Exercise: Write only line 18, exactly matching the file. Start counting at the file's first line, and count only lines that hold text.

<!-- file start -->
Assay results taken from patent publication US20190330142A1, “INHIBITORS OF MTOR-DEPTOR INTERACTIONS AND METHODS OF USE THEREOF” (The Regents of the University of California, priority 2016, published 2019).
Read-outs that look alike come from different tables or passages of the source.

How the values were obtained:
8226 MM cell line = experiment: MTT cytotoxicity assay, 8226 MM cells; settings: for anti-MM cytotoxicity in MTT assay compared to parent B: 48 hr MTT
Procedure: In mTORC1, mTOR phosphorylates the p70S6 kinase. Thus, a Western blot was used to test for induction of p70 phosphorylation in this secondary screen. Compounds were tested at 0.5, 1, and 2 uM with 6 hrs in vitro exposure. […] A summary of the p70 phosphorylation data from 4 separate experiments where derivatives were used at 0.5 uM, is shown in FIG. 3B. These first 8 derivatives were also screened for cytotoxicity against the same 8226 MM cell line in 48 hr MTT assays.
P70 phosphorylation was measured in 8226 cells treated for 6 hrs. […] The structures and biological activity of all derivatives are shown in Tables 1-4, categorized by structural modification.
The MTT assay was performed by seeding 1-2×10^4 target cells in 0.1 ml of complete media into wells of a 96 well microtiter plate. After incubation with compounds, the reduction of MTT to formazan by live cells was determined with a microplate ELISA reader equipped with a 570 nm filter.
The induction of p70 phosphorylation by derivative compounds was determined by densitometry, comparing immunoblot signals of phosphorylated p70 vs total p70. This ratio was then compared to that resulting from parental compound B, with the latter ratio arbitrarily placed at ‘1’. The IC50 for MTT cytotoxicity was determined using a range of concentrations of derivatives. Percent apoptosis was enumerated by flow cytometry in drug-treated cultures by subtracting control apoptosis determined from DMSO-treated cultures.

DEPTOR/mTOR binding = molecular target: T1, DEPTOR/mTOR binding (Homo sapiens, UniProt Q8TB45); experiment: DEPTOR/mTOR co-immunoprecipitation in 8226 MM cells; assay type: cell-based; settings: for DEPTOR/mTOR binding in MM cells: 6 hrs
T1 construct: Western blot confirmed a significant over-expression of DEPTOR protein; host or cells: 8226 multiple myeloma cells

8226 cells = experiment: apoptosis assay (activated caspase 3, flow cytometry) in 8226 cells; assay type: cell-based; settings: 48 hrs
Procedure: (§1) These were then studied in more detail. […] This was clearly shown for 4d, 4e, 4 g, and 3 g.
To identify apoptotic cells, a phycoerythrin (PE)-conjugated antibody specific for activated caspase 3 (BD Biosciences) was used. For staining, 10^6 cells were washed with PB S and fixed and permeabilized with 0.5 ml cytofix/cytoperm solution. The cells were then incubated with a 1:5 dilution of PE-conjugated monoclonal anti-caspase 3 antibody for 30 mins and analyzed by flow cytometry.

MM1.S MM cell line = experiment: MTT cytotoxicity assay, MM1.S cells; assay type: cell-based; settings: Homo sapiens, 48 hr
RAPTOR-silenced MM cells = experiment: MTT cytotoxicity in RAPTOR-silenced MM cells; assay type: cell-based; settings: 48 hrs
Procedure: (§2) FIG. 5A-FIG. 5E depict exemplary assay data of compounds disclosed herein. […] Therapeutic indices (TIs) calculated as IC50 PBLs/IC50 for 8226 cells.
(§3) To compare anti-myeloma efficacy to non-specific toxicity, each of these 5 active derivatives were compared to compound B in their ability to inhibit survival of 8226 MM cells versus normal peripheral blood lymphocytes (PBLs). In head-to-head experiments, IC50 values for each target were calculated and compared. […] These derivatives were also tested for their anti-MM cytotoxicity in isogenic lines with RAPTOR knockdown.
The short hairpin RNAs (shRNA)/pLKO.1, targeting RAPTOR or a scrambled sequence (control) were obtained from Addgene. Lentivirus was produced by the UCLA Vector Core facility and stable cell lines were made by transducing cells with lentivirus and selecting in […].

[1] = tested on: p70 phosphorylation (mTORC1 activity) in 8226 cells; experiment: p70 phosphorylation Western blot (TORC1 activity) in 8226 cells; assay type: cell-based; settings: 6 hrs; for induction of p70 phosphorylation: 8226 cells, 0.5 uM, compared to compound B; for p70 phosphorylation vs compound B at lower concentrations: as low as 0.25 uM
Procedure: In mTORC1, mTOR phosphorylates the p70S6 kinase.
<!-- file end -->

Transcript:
The short hairpin RNAs (shRNA)/pLKO.1, targeting RAPTOR or a scrambled sequence (control) were obtained from Addgene. Lentivirus was produced by the UCLA Vector Core facility and stable cell lines were made by transducing cells with lentivirus and selecting in […].